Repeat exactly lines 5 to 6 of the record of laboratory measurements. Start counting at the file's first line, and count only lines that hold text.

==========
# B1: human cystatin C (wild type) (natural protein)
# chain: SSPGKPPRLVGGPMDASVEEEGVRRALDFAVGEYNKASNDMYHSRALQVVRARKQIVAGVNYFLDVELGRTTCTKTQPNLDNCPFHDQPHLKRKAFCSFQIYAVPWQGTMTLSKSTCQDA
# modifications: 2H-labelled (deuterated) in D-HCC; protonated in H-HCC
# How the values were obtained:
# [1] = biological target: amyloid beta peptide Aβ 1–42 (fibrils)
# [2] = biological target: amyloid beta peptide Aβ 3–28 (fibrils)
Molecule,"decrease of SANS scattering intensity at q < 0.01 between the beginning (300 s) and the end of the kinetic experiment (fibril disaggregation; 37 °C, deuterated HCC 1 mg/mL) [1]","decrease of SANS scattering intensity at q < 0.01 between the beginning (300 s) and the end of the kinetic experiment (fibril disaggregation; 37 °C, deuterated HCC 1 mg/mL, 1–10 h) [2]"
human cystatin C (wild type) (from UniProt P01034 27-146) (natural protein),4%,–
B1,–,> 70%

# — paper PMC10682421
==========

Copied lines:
# [1] = biological target: amyloid beta peptide Aβ 1–42 (fibrils)
# [2] = biological target: amyloid beta peptide Aβ 3–28 (fibrils)